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This article defines a group property: a property that can be evaluated to true/false for any given group, invariant under isomorphism
View a complete list of group properties
VIEW RELATED: Group property implications | Group property non-implications |Group metaproperty satisfactions | Group metaproperty dissatisfactions | Group property satisfactions | Group property dissatisfactions

This article defines a term that has been used or referenced in a journal article or standard publication, but may not be generally accepted by the mathematical community as a standard term.[SHOW MORE]


Symbol-free definition

A finite group is termed an A-group if every Sylow subgroup of it is Abelian.

Definition with symbols

A finite group G if for any prime p dividing the order of G and any p-Sylow subgroup P of G, P is Abelian.

Relation with other properties

Stronger properties

Weaker properties


Direct products

This group property is direct product-closed, viz., the direct product of an arbitrary (possibly infinite) family of groups each having the property, also has the property
View other direct product-closed group properties

A direct product of A-groups is an A-group. This is because the Sylow subgroups of the direct product are the direct products of the individual Sylow subgroups.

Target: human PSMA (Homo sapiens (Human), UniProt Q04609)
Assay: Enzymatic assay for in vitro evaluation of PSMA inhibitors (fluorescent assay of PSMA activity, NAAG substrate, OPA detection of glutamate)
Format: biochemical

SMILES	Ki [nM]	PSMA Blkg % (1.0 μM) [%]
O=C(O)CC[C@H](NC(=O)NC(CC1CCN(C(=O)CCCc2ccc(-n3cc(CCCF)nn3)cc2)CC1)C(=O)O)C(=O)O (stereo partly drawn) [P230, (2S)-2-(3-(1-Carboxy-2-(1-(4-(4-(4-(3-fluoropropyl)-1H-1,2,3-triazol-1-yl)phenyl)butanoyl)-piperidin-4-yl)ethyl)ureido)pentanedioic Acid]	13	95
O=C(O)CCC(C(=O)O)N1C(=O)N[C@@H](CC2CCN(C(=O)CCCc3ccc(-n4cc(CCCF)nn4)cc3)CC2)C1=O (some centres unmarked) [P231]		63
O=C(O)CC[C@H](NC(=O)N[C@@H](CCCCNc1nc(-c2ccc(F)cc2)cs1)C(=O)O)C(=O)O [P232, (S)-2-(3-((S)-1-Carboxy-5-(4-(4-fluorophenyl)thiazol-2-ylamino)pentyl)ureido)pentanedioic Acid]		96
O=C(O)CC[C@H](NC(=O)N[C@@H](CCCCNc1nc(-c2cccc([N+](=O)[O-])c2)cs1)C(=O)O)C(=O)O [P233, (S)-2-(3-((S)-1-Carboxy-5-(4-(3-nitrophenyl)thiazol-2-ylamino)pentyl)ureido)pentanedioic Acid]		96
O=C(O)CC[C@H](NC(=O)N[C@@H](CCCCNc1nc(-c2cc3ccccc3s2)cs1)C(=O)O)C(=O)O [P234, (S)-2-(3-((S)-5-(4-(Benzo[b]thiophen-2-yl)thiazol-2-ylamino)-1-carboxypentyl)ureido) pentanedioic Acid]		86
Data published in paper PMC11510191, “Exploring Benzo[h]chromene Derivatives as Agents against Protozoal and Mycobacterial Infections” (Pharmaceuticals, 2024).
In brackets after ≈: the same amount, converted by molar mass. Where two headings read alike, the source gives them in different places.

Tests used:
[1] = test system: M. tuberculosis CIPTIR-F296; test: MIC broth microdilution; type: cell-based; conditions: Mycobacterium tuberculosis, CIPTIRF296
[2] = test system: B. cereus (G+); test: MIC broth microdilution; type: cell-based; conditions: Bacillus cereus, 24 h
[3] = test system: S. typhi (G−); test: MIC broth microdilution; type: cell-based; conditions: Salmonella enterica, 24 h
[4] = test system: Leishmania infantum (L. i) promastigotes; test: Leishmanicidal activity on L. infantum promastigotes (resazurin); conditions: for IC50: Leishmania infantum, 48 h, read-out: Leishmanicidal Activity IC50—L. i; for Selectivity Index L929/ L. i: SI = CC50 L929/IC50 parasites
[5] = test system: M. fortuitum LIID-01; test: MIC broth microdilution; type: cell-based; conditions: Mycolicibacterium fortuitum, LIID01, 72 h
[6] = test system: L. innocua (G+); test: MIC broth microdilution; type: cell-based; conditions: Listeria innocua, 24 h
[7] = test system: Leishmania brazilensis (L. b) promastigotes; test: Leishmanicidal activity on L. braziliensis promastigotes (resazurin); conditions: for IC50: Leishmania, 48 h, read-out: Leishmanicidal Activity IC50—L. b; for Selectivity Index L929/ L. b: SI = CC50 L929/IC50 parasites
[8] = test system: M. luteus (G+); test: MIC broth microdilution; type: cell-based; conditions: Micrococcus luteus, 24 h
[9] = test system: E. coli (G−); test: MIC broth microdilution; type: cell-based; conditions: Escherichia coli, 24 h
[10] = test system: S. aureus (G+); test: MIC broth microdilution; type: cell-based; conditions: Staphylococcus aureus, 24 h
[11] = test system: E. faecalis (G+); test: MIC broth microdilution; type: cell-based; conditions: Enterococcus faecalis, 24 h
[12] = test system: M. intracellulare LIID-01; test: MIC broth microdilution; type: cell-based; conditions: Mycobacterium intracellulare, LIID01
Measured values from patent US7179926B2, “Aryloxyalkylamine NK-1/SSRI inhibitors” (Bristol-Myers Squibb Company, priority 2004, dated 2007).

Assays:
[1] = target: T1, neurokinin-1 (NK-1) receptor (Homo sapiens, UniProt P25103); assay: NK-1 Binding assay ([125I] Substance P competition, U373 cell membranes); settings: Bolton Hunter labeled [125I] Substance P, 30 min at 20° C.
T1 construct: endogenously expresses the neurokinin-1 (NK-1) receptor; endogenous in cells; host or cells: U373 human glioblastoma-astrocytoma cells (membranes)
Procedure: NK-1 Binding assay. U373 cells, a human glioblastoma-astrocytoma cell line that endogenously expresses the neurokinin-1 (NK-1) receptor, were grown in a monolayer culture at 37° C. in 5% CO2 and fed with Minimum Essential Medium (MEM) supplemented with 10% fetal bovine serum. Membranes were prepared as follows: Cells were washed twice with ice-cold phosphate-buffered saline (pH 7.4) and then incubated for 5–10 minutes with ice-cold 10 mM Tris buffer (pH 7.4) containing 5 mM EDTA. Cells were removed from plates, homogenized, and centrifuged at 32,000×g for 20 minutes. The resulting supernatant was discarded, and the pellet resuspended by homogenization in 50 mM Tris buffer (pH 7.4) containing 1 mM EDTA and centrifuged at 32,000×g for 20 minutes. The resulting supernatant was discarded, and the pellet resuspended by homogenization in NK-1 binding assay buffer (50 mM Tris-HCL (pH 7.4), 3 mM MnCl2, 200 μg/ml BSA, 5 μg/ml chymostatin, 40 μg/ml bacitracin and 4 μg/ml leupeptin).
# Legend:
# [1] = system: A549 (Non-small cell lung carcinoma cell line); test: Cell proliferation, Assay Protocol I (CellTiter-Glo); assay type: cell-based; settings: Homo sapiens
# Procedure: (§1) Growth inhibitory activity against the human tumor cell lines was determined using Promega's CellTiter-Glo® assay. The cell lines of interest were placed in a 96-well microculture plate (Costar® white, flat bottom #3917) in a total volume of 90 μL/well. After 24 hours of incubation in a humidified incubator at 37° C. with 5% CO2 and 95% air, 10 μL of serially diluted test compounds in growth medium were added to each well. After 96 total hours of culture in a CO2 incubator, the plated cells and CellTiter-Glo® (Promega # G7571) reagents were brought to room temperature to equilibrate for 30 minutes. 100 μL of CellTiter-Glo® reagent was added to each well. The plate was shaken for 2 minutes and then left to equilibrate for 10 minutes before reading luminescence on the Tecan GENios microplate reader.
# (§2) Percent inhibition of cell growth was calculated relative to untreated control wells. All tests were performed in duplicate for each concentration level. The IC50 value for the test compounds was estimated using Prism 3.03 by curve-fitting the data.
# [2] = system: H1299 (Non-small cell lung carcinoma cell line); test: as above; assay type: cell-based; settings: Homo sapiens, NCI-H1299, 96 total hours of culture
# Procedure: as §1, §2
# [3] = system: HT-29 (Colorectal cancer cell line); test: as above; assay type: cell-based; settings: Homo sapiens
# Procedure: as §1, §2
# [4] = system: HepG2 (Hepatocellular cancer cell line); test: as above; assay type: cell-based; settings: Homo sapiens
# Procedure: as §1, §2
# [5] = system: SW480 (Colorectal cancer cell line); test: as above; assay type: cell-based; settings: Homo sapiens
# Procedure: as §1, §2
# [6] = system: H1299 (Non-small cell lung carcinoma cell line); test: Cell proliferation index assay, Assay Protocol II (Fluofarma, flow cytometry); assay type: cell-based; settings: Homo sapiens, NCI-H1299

This group property is subgroup-closed, viz., any subgroup of a group satisfying the property also satisfies the property
View a complete list of subgroup-closed group properties

Any subgroup of an A-group is an A-group. This follows from the fact that a p-Sylow subgroup of a subgroup is a p-group in the whole group, and hence is contained in a p-Sylow subgroup of the whole group, which is Abelian. Hence, the p-Sylow subgroup of the subgroup is also Abelian.


This group property is quotient-closed, viz., any quotient of a group satisfying the property also has the property
View a complete list of quotient-closed group properties

Any quotient of an A-group is an A-group. This follows from the fact that under a quotient mapping, the image of a Sylow subgroup remains a Sylow subgroup.